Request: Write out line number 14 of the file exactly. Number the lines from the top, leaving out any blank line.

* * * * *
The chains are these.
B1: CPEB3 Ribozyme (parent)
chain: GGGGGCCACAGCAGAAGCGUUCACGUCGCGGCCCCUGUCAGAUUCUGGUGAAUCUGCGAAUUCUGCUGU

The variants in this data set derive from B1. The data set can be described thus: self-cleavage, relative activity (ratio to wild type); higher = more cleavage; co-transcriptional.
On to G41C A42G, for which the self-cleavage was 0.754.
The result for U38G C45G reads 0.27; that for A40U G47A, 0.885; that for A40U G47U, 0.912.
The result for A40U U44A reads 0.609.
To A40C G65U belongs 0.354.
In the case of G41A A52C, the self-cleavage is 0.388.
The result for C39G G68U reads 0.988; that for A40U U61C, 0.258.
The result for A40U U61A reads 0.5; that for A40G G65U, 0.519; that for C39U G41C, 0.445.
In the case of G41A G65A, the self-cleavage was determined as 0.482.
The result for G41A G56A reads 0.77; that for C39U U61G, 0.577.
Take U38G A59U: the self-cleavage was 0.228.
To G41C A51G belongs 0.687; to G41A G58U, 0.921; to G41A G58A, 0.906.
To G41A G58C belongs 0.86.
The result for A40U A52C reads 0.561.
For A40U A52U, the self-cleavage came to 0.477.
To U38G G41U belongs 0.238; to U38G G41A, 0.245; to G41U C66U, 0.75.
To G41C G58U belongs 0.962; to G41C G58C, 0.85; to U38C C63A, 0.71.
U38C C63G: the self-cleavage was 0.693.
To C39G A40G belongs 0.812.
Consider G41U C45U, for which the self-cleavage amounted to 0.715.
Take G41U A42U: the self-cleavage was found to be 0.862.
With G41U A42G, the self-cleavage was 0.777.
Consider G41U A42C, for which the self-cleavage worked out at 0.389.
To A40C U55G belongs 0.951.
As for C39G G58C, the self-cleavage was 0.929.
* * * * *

Take U38G A59U: the self-cleavage was 0.228.